Only the aches in some of my joints
reminding me time passes convinces me that it has, indeed, been
thirty years since the NWA U.S. Heavyweight Championship
Tournament in Greensboro, North Carolina. November 9, 1975---a
crucial and pivotal night for Jim Crockett Promotions, reeling
from the devastating plane crash in Wilmington weeks before that
ended the wrestling careers of Johnny Valentine and Bob Bruggers,
seriously injured Ric Flair and David Crockett, and eventually
killed the pilot. 'Mr. Wrestling' Tim Woods escaped with minor
injuries. But could the Crockett wrestling company founded by
'Big' Jim Crockett decades earlier survive losing forever the
wrestler that booker George Scott was re-building the company
around (U.S. Champion Valentine) and possible forever the
company's hottest and most promising new performer (Flair)? Just
about the entire ball of wax was on the table that night in
I was fortunate to be there,
along with around 14,000 other people. I had been to the
Greensboro Coliseum for wrestling shows a considerable number of
times prior to this night, and had witnessed some huge crowds,
but nothing like this. Getting to the building, into the
parking lot, and inside was a nightmare, making one think that
perhaps Elvis was performing there instead of wrestlers.
Although I can't recall every
match, I do remember my man Johnny Weaver going a twenty-minute
Broadway with Gene Anderson, with Weaver getting the referee's
decision to advance to the next round. I believe Johnny was
eliminated in the next round by soon-to-be finalist Paul Jones.
I remember them working an injury angle between Blackjack
Mulligan and Tim Woods, with Woods having to drop out of the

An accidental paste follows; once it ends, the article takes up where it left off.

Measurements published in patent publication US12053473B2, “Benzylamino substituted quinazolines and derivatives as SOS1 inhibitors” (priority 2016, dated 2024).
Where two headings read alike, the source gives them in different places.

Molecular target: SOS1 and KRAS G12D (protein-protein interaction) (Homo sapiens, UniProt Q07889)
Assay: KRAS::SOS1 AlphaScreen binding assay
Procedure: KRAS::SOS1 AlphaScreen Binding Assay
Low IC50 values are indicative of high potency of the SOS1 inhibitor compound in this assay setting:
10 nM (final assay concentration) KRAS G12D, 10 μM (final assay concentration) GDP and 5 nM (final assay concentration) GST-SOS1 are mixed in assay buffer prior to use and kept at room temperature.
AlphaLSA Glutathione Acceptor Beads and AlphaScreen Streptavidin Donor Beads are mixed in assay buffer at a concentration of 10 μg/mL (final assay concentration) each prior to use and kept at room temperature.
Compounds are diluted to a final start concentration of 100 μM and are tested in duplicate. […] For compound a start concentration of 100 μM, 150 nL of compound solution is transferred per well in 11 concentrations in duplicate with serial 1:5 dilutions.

tournament because Mully had injured Woods' arm in what was
actually a 'phantom' match (the arm injury was incurred in the
plane crash). But the business was still heavily protected in
1975, and no outsiders actually knew the truth about the injury.
As the tournament progressed
towards a conclusion, the legitimate standing-room-only crowd
was really into the show. And when the two finalists were
determined---our own babyface favorite Paul Jones, and some
'kid' from Texas, Terry Funk...well, we knew Paul would win and
keep the title in JCP territory. I seem to recall Funk told
Mid-Atlantic fans in a sent-in interview on TV that if he won
the title, he'd take the belt back to Texas.
The Funk kid beat Paul in the finals
to win the U.S. title, a championship Mid-Atlantic fans had
become used to having in our area, even if it was held by heel
Johnny Valentine. At least, as long as the belt was in the area,
Wahoo, Rufus, Tim, Paul, or someone had the chance to win it.
But to have Terry Funk win it and take it back to Texas...ouch!
Much of the crowd left the building
that night disappointed one of the locals hadn't won, not
knowing what was in store just a few weeks later. I remember
getting a phone call at work the next morning from a friend who
hadn't been able to attend the show, asking me who had won. When
I told her, she screamed, "Terry Funk? ---Who is he?" A
month later I could have answered her by saying that he's the
NWA World heavyweight Champion, and indeed he was, after
dropping the U.S. title to Paul in the Thanksgiving rematch in
So, at that point in time, things
worked out well for all concerned. The fans were happy, Paul was
U.S. champ, Terry was World champ, and Jim Crockett Promotions
survived that terrible tragedy and would continue on being the
hotbed of professional wrestling for another decade.
November 16, 2005
After the Plane crash that crippled
Johnny Valentine and hurt Ric Flair, Bob Bruggers, and David
Crockett, there had to be a tournament for the vacant U.S.
Title. What a line-up and a sell out crowd! This was a big deal
for the N.W.A., as wrestlers from all over were brought in for
the one night U.S. title tournament.
Attendance was 15,076 (sellout) with over 1000 turned away. The
tournament ran three and one half hours.
The Greensboro Daily News ran two huge articles before and after
the tournament. The paper treated this a real sporting event.
It was a huge surprise that Jones got to the finals and a bigger
surprise that Funk won in Greensboro. A month later the card
featured Jones winning the title from Funk. Terry promptly won
the NWA World Title from Jack Brisco two weeks later in Miami.
Good job Terry!
from the article "Mid-Atlantic
Memories: A Look Back at the N.W.A. 1973-1976"
Originally Published in the
Wrestling Observer Yearbook 1990, Dave Meltzer, editor.